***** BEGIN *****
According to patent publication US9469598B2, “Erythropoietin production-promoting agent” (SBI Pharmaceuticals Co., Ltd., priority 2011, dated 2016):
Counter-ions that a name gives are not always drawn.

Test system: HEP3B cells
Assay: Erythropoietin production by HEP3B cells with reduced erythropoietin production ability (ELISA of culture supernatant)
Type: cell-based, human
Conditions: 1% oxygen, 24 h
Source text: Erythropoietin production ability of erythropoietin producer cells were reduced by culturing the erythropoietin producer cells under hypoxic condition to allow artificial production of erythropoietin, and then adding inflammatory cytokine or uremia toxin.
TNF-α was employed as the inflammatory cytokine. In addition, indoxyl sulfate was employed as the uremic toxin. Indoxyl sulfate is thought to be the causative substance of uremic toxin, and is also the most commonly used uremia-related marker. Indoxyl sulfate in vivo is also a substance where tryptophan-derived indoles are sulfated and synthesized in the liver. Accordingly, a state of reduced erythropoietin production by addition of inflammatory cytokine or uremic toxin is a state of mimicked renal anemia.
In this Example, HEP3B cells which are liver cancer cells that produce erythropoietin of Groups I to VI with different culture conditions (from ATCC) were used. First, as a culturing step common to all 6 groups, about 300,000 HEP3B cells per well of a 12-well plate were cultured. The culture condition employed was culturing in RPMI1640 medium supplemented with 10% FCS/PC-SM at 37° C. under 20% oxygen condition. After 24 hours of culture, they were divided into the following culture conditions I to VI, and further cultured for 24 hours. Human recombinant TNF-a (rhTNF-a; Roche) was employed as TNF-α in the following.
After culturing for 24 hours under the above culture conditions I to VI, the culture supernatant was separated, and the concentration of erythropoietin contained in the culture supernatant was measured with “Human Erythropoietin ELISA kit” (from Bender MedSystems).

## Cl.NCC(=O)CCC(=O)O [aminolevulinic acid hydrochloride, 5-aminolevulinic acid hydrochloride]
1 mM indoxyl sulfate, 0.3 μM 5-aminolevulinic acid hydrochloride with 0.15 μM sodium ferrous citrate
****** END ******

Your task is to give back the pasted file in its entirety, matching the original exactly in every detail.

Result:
According to patent publication US9469598B2, “Erythropoietin production-promoting agent” (SBI Pharmaceuticals Co., Ltd., priority 2011, dated 2016):
Counter-ions that a name gives are not always drawn.

Test system: HEP3B cells
Assay: Erythropoietin production by HEP3B cells with reduced erythropoietin production ability (ELISA of culture supernatant)
Type: cell-based, human
Conditions: 1% oxygen, 24 h
Source text: Erythropoietin production ability of erythropoietin producer cells were reduced by culturing the erythropoietin producer cells under hypoxic condition to allow artificial production of erythropoietin, and then adding inflammatory cytokine or uremia toxin.
TNF-α was employed as the inflammatory cytokine. In addition, indoxyl sulfate was employed as the uremic toxin. Indoxyl sulfate is thought to be the causative substance of uremic toxin, and is also the most commonly used uremia-related marker. Indoxyl sulfate in vivo is also a substance where tryptophan-derived indoles are sulfated and synthesized in the liver. Accordingly, a state of reduced erythropoietin production by addition of inflammatory cytokine or uremic toxin is a state of mimicked renal anemia.
In this Example, HEP3B cells which are liver cancer cells that produce erythropoietin of Groups I to VI with different culture conditions (from ATCC) were used. First, as a culturing step common to all 6 groups, about 300,000 HEP3B cells per well of a 12-well plate were cultured. The culture condition employed was culturing in RPMI1640 medium supplemented with 10% FCS/PC-SM at 37° C. under 20% oxygen condition. After 24 hours of culture, they were divided into the following culture conditions I to VI, and further cultured for 24 hours. Human recombinant TNF-a (rhTNF-a; Roche) was employed as TNF-α in the following.
After culturing for 24 hours under the above culture conditions I to VI, the culture supernatant was separated, and the concentration of erythropoietin contained in the culture supernatant was measured with “Human Erythropoietin ELISA kit” (from Bender MedSystems).

## Cl.NCC(=O)CCC(=O)O [aminolevulinic acid hydrochloride, 5-aminolevulinic acid hydrochloride]
1 mM indoxyl sulfate, 0.3 μM 5-aminolevulinic acid hydrochloride with 0.15 μM sodium ferrous citrate